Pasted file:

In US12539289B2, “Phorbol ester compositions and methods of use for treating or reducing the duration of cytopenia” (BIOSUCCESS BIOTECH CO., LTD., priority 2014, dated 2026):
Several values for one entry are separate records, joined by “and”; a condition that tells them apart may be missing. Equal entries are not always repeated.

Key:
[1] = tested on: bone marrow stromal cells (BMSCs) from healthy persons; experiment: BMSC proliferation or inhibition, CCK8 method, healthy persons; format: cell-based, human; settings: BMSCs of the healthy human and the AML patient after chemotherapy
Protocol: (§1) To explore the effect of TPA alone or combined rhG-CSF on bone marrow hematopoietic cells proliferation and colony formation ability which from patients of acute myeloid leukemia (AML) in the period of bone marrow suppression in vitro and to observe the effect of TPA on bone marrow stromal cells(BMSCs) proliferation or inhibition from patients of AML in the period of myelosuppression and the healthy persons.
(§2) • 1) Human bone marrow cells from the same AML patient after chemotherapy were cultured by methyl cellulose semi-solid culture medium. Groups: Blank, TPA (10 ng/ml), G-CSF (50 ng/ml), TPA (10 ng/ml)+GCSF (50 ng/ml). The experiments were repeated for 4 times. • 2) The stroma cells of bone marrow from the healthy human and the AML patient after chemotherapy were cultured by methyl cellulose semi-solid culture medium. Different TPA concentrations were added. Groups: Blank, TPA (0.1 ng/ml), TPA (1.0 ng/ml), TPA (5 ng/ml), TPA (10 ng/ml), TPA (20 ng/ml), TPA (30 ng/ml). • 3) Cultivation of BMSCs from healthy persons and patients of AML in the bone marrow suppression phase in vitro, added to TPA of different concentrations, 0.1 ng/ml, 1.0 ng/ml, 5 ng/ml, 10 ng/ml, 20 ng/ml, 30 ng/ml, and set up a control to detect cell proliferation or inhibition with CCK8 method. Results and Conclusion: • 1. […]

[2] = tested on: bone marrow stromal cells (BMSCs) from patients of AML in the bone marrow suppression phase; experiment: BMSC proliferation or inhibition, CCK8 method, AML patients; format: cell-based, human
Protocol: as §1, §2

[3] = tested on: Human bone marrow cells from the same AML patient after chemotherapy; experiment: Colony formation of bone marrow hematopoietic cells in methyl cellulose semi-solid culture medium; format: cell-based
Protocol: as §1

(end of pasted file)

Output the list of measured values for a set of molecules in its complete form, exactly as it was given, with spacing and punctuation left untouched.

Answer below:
In US12539289B2, “Phorbol ester compositions and methods of use for treating or reducing the duration of cytopenia” (BIOSUCCESS BIOTECH CO., LTD., priority 2014, dated 2026):
Several values for one entry are separate records, joined by “and”; a condition that tells them apart may be missing. Equal entries are not always repeated.

Key:
[1] = tested on: bone marrow stromal cells (BMSCs) from healthy persons; experiment: BMSC proliferation or inhibition, CCK8 method, healthy persons; format: cell-based, human; settings: BMSCs of the healthy human and the AML patient after chemotherapy
Protocol: (§1) To explore the effect of TPA alone or combined rhG-CSF on bone marrow hematopoietic cells proliferation and colony formation ability which from patients of acute myeloid leukemia (AML) in the period of bone marrow suppression in vitro and to observe the effect of TPA on bone marrow stromal cells(BMSCs) proliferation or inhibition from patients of AML in the period of myelosuppression and the healthy persons.
(§2) • 1) Human bone marrow cells from the same AML patient after chemotherapy were cultured by methyl cellulose semi-solid culture medium. Groups: Blank, TPA (10 ng/ml), G-CSF (50 ng/ml), TPA (10 ng/ml)+GCSF (50 ng/ml). The experiments were repeated for 4 times. • 2) The stroma cells of bone marrow from the healthy human and the AML patient after chemotherapy were cultured by methyl cellulose semi-solid culture medium. Different TPA concentrations were added. Groups: Blank, TPA (0.1 ng/ml), TPA (1.0 ng/ml), TPA (5 ng/ml), TPA (10 ng/ml), TPA (20 ng/ml), TPA (30 ng/ml). • 3) Cultivation of BMSCs from healthy persons and patients of AML in the bone marrow suppression phase in vitro, added to TPA of different concentrations, 0.1 ng/ml, 1.0 ng/ml, 5 ng/ml, 10 ng/ml, 20 ng/ml, 30 ng/ml, and set up a control to detect cell proliferation or inhibition with CCK8 method. Results and Conclusion: • 1. […]

[2] = tested on: bone marrow stromal cells (BMSCs) from patients of AML in the bone marrow suppression phase; experiment: BMSC proliferation or inhibition, CCK8 method, AML patients; format: cell-based, human
Protocol: as §1, §2

[3] = tested on: Human bone marrow cells from the same AML patient after chemotherapy; experiment: Colony formation of bone marrow hematopoietic cells in methyl cellulose semi-solid culture medium; format: cell-based
Protocol: as §1